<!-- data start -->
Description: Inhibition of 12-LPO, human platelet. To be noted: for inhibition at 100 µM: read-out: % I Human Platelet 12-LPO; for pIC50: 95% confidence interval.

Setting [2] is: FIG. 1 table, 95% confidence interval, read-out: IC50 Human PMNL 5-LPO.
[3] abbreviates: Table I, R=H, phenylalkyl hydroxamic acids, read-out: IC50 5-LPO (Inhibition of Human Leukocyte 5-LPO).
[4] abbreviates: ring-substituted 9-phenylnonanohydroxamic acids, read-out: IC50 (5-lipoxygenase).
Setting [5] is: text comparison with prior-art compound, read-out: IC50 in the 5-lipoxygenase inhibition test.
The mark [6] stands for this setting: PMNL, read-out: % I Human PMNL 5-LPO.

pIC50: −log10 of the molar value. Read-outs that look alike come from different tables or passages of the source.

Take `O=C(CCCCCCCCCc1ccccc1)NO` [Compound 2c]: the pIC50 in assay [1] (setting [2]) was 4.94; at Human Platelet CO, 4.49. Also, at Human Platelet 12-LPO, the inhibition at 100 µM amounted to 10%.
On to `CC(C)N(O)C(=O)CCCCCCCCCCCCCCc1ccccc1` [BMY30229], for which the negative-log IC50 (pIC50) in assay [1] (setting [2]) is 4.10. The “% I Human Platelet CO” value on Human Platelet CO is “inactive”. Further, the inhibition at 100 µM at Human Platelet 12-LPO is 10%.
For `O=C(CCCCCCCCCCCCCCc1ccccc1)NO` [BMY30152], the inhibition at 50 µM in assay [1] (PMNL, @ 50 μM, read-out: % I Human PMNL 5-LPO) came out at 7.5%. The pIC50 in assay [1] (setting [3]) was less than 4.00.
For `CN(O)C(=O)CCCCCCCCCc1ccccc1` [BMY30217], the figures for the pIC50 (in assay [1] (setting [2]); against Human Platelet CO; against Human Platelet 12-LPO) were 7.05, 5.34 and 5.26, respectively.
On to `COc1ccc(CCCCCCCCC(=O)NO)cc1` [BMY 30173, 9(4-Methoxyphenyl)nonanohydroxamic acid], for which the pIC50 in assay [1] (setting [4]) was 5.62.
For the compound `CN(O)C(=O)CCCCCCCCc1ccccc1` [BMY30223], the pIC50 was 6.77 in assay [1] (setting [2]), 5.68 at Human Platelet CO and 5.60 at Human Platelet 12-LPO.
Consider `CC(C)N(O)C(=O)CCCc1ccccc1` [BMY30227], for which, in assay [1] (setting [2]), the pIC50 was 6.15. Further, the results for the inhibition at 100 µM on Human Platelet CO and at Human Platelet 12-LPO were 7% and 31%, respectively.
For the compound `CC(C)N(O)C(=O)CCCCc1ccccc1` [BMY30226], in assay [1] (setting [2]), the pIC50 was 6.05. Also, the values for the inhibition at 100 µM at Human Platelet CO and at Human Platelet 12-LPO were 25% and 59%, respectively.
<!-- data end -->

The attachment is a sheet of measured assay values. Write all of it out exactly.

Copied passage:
Description: Inhibition of 12-LPO, human platelet. To be noted: for inhibition at 100 µM: read-out: % I Human Platelet 12-LPO; for pIC50: 95% confidence interval.

Setting [2] is: FIG. 1 table, 95% confidence interval, read-out: IC50 Human PMNL 5-LPO.
[3] abbreviates: Table I, R=H, phenylalkyl hydroxamic acids, read-out: IC50 5-LPO (Inhibition of Human Leukocyte 5-LPO).
[4] abbreviates: ring-substituted 9-phenylnonanohydroxamic acids, read-out: IC50 (5-lipoxygenase).
Setting [5] is: text comparison with prior-art compound, read-out: IC50 in the 5-lipoxygenase inhibition test.
The mark [6] stands for this setting: PMNL, read-out: % I Human PMNL 5-LPO.

pIC50: −log10 of the molar value. Read-outs that look alike come from different tables or passages of the source.

Take `O=C(CCCCCCCCCc1ccccc1)NO` [Compound 2c]: the pIC50 in assay [1] (setting [2]) was 4.94; at Human Platelet CO, 4.49. Also, at Human Platelet 12-LPO, the inhibition at 100 µM amounted to 10%.
On to `CC(C)N(O)C(=O)CCCCCCCCCCCCCCc1ccccc1` [BMY30229], for which the negative-log IC50 (pIC50) in assay [1] (setting [2]) is 4.10. The “% I Human Platelet CO” value on Human Platelet CO is “inactive”. Further, the inhibition at 100 µM at Human Platelet 12-LPO is 10%.
For `O=C(CCCCCCCCCCCCCCc1ccccc1)NO` [BMY30152], the inhibition at 50 µM in assay [1] (PMNL, @ 50 μM, read-out: % I Human PMNL 5-LPO) came out at 7.5%. The pIC50 in assay [1] (setting [3]) was less than 4.00.
For `CN(O)C(=O)CCCCCCCCCc1ccccc1` [BMY30217], the figures for the pIC50 (in assay [1] (setting [2]); against Human Platelet CO; against Human Platelet 12-LPO) were 7.05, 5.34 and 5.26, respectively.
On to `COc1ccc(CCCCCCCCC(=O)NO)cc1` [BMY 30173, 9(4-Methoxyphenyl)nonanohydroxamic acid], for which the pIC50 in assay [1] (setting [4]) was 5.62.
For the compound `CN(O)C(=O)CCCCCCCCc1ccccc1` [BMY30223], the pIC50 was 6.77 in assay [1] (setting [2]), 5.68 at Human Platelet CO and 5.60 at Human Platelet 12-LPO.
Consider `CC(C)N(O)C(=O)CCCc1ccccc1` [BMY30227], for which, in assay [1] (setting [2]), the pIC50 was 6.15. Further, the results for the inhibition at 100 µM on Human Platelet CO and at Human Platelet 12-LPO were 7% and 31%, respectively.
For the compound `CC(C)N(O)C(=O)CCCCc1ccccc1` [BMY30226], in assay [1] (setting [2]), the pIC50 was 6.05. Also, the values for the inhibition at 100 µM at Human Platelet CO and at Human Platelet 12-LPO were 25% and 59%, respectively.